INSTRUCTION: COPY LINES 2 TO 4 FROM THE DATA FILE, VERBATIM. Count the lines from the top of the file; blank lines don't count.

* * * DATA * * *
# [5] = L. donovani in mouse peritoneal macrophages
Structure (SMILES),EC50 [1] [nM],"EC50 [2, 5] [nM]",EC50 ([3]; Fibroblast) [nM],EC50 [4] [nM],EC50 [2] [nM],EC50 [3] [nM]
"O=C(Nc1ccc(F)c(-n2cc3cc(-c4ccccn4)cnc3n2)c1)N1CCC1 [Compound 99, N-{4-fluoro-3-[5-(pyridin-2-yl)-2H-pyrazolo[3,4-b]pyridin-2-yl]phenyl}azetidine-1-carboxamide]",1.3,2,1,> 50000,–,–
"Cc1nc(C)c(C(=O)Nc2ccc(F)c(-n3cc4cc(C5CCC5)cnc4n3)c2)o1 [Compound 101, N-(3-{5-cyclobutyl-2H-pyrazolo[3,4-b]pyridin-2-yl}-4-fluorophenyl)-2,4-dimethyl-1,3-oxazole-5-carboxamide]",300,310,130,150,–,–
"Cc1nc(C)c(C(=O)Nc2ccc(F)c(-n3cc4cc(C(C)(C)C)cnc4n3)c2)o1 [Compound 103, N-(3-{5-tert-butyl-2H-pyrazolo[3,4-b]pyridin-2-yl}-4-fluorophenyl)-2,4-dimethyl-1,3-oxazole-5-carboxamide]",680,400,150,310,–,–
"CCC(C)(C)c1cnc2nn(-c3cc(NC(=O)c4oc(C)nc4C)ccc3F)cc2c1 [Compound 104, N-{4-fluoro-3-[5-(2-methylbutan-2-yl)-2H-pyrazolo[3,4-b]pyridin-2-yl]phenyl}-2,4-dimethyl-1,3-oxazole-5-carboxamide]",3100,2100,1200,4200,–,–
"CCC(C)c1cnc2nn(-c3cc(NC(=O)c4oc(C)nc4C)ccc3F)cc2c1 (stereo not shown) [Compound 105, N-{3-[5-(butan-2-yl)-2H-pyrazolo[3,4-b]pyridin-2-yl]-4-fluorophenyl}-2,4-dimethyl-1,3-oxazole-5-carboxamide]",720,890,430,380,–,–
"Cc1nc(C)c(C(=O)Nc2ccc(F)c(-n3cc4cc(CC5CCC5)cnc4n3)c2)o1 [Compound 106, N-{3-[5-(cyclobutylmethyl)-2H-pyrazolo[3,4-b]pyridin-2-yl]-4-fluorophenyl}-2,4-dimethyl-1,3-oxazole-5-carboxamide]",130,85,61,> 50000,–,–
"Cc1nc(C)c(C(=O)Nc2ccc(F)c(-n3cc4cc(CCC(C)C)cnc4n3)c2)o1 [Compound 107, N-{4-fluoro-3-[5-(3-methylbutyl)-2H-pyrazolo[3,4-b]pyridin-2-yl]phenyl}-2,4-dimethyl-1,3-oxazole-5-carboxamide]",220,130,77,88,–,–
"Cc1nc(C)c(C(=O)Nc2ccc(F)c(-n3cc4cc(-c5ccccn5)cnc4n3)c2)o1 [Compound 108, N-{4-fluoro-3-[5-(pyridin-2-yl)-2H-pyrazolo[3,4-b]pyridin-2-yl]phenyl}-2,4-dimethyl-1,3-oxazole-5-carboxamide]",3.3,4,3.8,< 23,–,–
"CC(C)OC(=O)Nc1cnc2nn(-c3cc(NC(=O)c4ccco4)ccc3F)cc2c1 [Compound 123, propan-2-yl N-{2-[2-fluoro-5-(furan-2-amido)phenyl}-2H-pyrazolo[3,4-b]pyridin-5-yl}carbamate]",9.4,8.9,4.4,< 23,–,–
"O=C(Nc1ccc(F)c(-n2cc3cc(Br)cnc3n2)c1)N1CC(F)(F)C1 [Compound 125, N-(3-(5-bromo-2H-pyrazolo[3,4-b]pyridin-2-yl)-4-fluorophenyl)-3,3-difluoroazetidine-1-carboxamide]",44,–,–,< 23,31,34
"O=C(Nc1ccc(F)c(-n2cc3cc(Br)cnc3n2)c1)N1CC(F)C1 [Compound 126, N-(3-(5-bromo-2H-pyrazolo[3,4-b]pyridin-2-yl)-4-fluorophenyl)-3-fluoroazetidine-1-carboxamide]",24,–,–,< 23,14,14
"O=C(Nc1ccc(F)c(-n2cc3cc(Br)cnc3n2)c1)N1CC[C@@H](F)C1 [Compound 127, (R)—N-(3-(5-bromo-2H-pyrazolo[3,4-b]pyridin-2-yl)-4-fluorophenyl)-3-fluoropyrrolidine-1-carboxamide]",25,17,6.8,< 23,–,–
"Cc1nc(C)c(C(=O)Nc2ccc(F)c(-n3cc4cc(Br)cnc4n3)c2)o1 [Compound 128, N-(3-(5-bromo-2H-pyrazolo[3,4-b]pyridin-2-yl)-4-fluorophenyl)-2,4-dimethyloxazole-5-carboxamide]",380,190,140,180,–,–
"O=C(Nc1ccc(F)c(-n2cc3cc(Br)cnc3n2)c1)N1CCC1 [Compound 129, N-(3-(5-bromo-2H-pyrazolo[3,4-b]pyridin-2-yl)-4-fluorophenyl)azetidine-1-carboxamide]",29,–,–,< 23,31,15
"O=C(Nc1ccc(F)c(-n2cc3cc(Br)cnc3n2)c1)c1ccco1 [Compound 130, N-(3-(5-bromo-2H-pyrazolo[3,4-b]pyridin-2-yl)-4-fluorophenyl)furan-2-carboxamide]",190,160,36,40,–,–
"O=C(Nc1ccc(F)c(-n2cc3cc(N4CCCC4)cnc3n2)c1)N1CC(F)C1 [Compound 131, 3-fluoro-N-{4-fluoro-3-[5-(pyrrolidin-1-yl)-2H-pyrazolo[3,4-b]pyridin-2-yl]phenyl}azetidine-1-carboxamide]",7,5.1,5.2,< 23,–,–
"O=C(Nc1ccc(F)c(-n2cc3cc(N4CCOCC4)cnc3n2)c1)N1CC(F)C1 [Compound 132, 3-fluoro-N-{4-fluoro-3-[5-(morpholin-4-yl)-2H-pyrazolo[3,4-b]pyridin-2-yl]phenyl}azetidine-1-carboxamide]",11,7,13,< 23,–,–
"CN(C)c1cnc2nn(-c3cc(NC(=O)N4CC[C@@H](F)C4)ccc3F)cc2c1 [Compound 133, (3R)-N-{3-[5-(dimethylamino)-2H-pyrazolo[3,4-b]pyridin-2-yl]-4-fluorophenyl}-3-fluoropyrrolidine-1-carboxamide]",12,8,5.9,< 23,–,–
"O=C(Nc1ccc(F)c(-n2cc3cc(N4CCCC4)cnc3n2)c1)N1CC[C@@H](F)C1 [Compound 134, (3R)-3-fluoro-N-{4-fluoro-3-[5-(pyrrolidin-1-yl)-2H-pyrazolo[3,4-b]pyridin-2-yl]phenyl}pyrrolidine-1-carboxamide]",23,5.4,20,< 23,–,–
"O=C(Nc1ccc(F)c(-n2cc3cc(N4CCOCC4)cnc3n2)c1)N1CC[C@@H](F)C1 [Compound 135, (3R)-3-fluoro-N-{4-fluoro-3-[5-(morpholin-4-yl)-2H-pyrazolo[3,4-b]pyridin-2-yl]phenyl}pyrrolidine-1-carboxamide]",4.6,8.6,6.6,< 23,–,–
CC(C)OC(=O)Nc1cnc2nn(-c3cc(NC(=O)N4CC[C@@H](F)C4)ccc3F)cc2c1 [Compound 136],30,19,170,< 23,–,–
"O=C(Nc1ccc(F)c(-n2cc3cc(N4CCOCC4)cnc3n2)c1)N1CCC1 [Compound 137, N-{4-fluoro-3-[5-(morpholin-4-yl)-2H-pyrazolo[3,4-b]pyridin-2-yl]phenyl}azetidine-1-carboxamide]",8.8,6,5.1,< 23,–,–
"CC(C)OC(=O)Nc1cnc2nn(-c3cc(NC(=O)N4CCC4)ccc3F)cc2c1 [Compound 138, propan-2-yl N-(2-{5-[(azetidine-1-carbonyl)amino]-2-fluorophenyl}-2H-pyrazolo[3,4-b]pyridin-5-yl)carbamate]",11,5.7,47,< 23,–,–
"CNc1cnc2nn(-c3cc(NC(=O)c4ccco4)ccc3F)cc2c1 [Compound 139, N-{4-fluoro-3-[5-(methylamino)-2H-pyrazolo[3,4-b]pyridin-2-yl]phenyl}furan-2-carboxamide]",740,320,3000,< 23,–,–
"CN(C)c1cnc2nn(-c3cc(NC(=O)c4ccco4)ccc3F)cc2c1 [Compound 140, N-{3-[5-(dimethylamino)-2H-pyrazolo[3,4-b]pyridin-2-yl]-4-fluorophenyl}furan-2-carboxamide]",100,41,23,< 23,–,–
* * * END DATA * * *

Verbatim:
Structure (SMILES),EC50 [1] [nM],"EC50 [2, 5] [nM]",EC50 ([3]; Fibroblast) [nM],EC50 [4] [nM],EC50 [2] [nM],EC50 [3] [nM]
"O=C(Nc1ccc(F)c(-n2cc3cc(-c4ccccn4)cnc3n2)c1)N1CCC1 [Compound 99, N-{4-fluoro-3-[5-(pyridin-2-yl)-2H-pyrazolo[3,4-b]pyridin-2-yl]phenyl}azetidine-1-carboxamide]",1.3,2,1,> 50000,–,–
"Cc1nc(C)c(C(=O)Nc2ccc(F)c(-n3cc4cc(C5CCC5)cnc4n3)c2)o1 [Compound 101, N-(3-{5-cyclobutyl-2H-pyrazolo[3,4-b]pyridin-2-yl}-4-fluorophenyl)-2,4-dimethyl-1,3-oxazole-5-carboxamide]",300,310,130,150,–,–